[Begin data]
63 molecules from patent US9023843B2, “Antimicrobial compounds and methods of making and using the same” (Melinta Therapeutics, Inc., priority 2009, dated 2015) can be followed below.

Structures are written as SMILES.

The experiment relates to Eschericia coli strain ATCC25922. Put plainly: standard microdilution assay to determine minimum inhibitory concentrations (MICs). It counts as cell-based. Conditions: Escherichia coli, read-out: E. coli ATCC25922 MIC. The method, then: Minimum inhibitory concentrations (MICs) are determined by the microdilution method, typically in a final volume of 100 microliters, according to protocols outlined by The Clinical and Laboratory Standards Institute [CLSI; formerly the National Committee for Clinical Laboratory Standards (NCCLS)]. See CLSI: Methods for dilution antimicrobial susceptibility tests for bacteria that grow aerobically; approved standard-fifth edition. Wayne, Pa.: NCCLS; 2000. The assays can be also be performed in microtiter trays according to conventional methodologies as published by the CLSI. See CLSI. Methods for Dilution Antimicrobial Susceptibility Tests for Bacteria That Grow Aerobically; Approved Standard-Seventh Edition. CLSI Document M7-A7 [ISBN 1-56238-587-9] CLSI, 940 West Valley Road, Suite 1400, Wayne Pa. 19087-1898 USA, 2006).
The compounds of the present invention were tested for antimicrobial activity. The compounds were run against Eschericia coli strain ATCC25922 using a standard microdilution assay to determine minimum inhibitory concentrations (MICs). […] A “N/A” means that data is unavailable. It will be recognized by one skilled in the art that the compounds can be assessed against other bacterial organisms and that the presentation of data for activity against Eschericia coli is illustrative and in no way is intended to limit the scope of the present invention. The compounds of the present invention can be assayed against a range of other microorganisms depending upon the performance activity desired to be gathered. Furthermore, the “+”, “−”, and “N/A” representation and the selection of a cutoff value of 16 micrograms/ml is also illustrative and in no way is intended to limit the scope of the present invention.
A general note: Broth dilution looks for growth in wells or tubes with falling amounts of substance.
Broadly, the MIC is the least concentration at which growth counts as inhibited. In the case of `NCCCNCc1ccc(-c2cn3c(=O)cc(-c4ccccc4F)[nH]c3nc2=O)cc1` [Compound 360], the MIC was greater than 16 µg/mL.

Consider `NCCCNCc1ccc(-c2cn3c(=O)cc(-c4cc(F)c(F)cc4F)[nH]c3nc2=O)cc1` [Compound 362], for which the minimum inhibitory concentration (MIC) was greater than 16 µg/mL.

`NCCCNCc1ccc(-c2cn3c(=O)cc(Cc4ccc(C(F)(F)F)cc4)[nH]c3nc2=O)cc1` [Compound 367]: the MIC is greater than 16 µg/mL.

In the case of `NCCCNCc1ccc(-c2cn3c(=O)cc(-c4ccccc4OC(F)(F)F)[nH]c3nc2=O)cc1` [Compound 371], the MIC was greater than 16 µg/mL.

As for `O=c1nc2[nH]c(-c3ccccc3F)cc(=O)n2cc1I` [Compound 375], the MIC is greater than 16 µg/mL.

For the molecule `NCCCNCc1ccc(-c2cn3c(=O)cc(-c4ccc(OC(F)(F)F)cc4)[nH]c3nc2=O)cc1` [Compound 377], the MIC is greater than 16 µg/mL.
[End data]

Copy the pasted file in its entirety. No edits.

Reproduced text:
63 molecules from patent US9023843B2, “Antimicrobial compounds and methods of making and using the same” (Melinta Therapeutics, Inc., priority 2009, dated 2015) can be followed below.

Structures are written as SMILES.

The experiment relates to Eschericia coli strain ATCC25922. Put plainly: standard microdilution assay to determine minimum inhibitory concentrations (MICs). It counts as cell-based. Conditions: Escherichia coli, read-out: E. coli ATCC25922 MIC. The method, then: Minimum inhibitory concentrations (MICs) are determined by the microdilution method, typically in a final volume of 100 microliters, according to protocols outlined by The Clinical and Laboratory Standards Institute [CLSI; formerly the National Committee for Clinical Laboratory Standards (NCCLS)]. See CLSI: Methods for dilution antimicrobial susceptibility tests for bacteria that grow aerobically; approved standard-fifth edition. Wayne, Pa.: NCCLS; 2000. The assays can be also be performed in microtiter trays according to conventional methodologies as published by the CLSI. See CLSI. Methods for Dilution Antimicrobial Susceptibility Tests for Bacteria That Grow Aerobically; Approved Standard-Seventh Edition. CLSI Document M7-A7 [ISBN 1-56238-587-9] CLSI, 940 West Valley Road, Suite 1400, Wayne Pa. 19087-1898 USA, 2006).
The compounds of the present invention were tested for antimicrobial activity. The compounds were run against Eschericia coli strain ATCC25922 using a standard microdilution assay to determine minimum inhibitory concentrations (MICs). […] A “N/A” means that data is unavailable. It will be recognized by one skilled in the art that the compounds can be assessed against other bacterial organisms and that the presentation of data for activity against Eschericia coli is illustrative and in no way is intended to limit the scope of the present invention. The compounds of the present invention can be assayed against a range of other microorganisms depending upon the performance activity desired to be gathered. Furthermore, the “+”, “−”, and “N/A” representation and the selection of a cutoff value of 16 micrograms/ml is also illustrative and in no way is intended to limit the scope of the present invention.
A general note: Broth dilution looks for growth in wells or tubes with falling amounts of substance.
Broadly, the MIC is the least concentration at which growth counts as inhibited. In the case of `NCCCNCc1ccc(-c2cn3c(=O)cc(-c4ccccc4F)[nH]c3nc2=O)cc1` [Compound 360], the MIC was greater than 16 µg/mL.

Consider `NCCCNCc1ccc(-c2cn3c(=O)cc(-c4cc(F)c(F)cc4F)[nH]c3nc2=O)cc1` [Compound 362], for which the minimum inhibitory concentration (MIC) was greater than 16 µg/mL.

`NCCCNCc1ccc(-c2cn3c(=O)cc(Cc4ccc(C(F)(F)F)cc4)[nH]c3nc2=O)cc1` [Compound 367]: the MIC is greater than 16 µg/mL.

In the case of `NCCCNCc1ccc(-c2cn3c(=O)cc(-c4ccccc4OC(F)(F)F)[nH]c3nc2=O)cc1` [Compound 371], the MIC was greater than 16 µg/mL.

As for `O=c1nc2[nH]c(-c3ccccc3F)cc(=O)n2cc1I` [Compound 375], the MIC is greater than 16 µg/mL.

For the molecule `NCCCNCc1ccc(-c2cn3c(=O)cc(-c4ccc(OC(F)(F)F)cc4)[nH]c3nc2=O)cc1` [Compound 377], the MIC is greater than 16 µg/mL.